The UK’s first orbital rocket launch could blast off from the Shetland islands in October or November this year, spaceport bosses have said.
SaxaVord spaceport, on the northern tip of the Shetland Islands, is preparing to host the first vertical launch of satellites from UK soil.
It comes after Spaceport Cornwall attempted a horizontal satellite launch earlier in January.
The rocket left the wing of Virgin Orbit’s 747 jet but it failed to deliver its payload to orbit due to an “anomaly” in the second stage.
Scott Hammond, director of operations at SaxaVord spaceport, acknowledged there is often uncertainty around timetables for private space launches.
However, he said a recent agreement with a German company, Rocket Factory Augsburg, would see them begin testing their engines in the summer ahead of a launch later in the year.
He told the PA news agency: “Probably in July, we’re going to start full stage testing. That will be the full, first stage, nine engines all firing for about three minutes.
“So that’ll be really, really impressive. I expect about four months or so of that depending on success.
“And then we’re looking with Rocket Factory to launch towards the end of the year, for the orbital launch.”
He expects a lot of spectators for the first launch, saying: “It’s incredible how this industry excites people.”
Other space companies have indicated they will use SaxaVord as a base for satellite launches or engine testing.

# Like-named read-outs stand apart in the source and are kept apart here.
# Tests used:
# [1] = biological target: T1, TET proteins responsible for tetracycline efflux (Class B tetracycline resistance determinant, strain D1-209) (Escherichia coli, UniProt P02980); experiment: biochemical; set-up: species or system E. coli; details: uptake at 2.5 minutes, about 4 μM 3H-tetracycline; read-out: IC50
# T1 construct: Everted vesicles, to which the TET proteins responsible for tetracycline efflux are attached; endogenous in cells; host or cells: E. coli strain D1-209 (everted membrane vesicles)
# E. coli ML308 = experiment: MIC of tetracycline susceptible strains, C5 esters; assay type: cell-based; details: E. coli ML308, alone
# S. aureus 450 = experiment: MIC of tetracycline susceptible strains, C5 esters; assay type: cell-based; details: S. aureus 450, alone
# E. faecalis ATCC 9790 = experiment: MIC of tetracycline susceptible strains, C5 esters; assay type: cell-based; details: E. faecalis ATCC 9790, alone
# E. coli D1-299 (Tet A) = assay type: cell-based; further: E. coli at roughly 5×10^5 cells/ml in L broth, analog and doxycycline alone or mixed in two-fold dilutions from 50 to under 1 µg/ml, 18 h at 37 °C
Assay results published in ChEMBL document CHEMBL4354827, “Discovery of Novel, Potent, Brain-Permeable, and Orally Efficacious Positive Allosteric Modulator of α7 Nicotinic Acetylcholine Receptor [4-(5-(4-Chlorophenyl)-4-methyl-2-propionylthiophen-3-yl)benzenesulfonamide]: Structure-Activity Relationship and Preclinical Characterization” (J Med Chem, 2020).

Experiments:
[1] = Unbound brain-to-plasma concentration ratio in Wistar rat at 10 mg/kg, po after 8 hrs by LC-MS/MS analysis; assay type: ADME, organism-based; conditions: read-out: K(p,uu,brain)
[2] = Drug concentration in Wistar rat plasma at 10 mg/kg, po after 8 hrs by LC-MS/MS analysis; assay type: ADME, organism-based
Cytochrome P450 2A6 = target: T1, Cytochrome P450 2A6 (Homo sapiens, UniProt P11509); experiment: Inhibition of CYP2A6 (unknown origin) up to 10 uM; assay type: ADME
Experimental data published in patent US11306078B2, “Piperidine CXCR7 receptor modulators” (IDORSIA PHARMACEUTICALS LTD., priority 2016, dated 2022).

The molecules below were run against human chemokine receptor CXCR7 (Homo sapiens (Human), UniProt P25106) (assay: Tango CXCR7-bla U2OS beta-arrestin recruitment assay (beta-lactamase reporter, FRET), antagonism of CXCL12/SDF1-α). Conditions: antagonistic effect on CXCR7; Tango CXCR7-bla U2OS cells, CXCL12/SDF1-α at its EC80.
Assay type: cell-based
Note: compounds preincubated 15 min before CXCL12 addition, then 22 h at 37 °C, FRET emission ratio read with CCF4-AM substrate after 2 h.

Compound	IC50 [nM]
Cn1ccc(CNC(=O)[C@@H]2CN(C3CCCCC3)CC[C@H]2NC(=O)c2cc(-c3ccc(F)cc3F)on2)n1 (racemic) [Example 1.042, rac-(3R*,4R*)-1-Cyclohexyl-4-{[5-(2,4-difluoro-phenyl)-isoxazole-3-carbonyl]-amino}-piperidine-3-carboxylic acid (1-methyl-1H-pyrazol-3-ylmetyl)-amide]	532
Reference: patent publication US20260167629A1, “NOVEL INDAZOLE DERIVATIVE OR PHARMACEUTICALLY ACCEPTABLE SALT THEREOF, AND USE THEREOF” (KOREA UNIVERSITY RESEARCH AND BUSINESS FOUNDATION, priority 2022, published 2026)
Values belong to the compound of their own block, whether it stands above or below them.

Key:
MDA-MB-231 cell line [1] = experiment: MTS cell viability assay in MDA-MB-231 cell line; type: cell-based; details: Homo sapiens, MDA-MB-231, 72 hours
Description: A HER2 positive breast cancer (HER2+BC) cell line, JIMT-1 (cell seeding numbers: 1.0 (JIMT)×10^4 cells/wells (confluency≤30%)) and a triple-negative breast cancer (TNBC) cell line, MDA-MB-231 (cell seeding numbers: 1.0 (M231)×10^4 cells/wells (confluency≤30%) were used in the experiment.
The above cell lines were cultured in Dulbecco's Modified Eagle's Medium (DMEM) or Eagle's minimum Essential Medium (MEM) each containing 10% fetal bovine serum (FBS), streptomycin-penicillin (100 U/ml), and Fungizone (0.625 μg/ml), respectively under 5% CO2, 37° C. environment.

Another German company, HyImpulse Technologies, is expected to launch a suborbital rocket in August this year, Mr Hammond said.
Meanwhile, US company ABL have been contracted to carry out the launch of the UK’s Pathfinder mission, using another launch pad at the spaceport.
Located on the northerly tip of Unst on land which used to be part of an RAF base, the site is well positioned for launches to polar orbit and sun-sun-synchronous orbits.
However, SaxaVord is not the only site in Scotland aiming to host orbital rocket launches, Space Hub Sutherland is building its own facilities on the A’Mhoine peninsula.
Mr Hammond was critical of development agency Highlands and Islands Enterprise’s (HIE) involvement in the Sutherland site, saying it was unfair “state aid” to a competitor.
HIE have provided funding for the spaceport and leases it out to a private operator.
Mr Hammond said: “State aid should only be in if there’s market failure, there is no market failure because we’re a private spaceport.”
He added: “Don’t put public money where it’s not needed.”
A spokesman for Highlands and Islands Enterprise said: “As the region’s economic development agency, HIE recognises the potential of the space sector to create jobs and growth across the Highlands and Islands.
“We are in regular contact with SaxaVord Spaceport and will always respond if and when issues are raised or information is requested.”
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